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Lancashire
Lancashire
is an English cow's-milk cheese from the county of Lancashire. There are three distinct varieties of Lancashire
Lancashire
cheese. Young Creamy Lancashire
Lancashire
and mature Tasty Lancashire
Lancashire
are produced by a traditional method, whereas Crumbly Lancashire
Lancashire
(more commonly known as Lancashire
Lancashire
Crumbly within Lancashire) is a more recent creation suitable for mass production. It is traditionally paired with Eccles cakes[citation needed] and Chorley cakes.[3]

Contents

1 Creamy Lancashire 2 Tasty Lancashire 3 Crumbly Lancashire 4 See also 5 References

Creamy Lancashire[edit] For centuries, Lancashire
Lancashire
dairy farmers' wives made cheese from surplus milk. On small farms there was insufficient milk from a single day to make a cheese, and so each day's milk was curdled and accumulated for several days until there was enough curd to make a cheese. Uniquely amongst all British cheeses, two or three days' curd of varying maturity are blended together, giving Lancashire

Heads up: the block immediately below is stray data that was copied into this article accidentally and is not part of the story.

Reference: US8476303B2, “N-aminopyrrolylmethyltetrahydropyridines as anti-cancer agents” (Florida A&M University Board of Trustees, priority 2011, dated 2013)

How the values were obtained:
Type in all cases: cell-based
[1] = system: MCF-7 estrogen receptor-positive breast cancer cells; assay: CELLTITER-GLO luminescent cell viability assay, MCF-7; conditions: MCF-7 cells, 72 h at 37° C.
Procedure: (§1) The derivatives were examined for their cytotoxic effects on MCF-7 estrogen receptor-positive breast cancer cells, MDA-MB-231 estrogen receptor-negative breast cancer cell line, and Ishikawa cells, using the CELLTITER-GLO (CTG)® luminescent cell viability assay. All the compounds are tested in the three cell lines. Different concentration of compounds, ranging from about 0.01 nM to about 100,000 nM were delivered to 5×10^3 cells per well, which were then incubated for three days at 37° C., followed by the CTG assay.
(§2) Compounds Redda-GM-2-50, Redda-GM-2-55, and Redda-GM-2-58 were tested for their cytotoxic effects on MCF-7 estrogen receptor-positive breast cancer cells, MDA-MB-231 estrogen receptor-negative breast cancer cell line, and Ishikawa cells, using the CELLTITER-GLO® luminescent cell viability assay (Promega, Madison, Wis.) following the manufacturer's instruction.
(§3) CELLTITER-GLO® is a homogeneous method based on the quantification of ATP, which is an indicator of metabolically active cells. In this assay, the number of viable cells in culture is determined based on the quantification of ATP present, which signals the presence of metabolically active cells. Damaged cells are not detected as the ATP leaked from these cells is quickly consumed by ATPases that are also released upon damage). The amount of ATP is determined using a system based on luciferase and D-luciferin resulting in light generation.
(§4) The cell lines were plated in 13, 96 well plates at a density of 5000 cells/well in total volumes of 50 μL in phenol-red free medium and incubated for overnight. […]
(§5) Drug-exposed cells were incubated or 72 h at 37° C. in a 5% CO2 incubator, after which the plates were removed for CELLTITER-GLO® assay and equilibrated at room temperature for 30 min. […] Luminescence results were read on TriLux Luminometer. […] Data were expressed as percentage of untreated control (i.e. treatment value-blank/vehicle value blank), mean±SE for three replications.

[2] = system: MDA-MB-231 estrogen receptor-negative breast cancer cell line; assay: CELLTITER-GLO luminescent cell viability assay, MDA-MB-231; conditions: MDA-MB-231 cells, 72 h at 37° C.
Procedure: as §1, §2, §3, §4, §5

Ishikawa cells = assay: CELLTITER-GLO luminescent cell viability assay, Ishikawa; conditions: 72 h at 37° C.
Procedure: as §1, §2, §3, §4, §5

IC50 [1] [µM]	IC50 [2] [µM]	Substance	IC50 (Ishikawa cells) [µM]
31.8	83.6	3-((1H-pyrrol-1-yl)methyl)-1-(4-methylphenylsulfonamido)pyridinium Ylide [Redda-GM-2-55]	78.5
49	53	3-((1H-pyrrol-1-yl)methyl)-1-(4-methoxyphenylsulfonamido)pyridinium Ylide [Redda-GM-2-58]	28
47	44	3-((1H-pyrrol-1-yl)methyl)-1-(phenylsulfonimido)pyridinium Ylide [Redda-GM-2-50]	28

Lancashire
cheese a distinctive character. The traditional method was standardised in the 1890s by Joseph Gornall of Garstang
Garstang
and Pilling, a county council employee, who visited many Lancashire
Lancashire
farms to establish a method and recipe that is still used today – the "Gornall method".[4][5] His "Gornall Patent Cheesemaker" was sold between 1892 and 1919.[6] Creamy Lancashire
Lancashire
cheese is made by this traditional method and matured for a period of four to twelve weeks. It has a fluffy texture and creamy flavour, and is good for toasting,[4] as it does not become stringy when melted. Beacon Fell Traditional Lancashire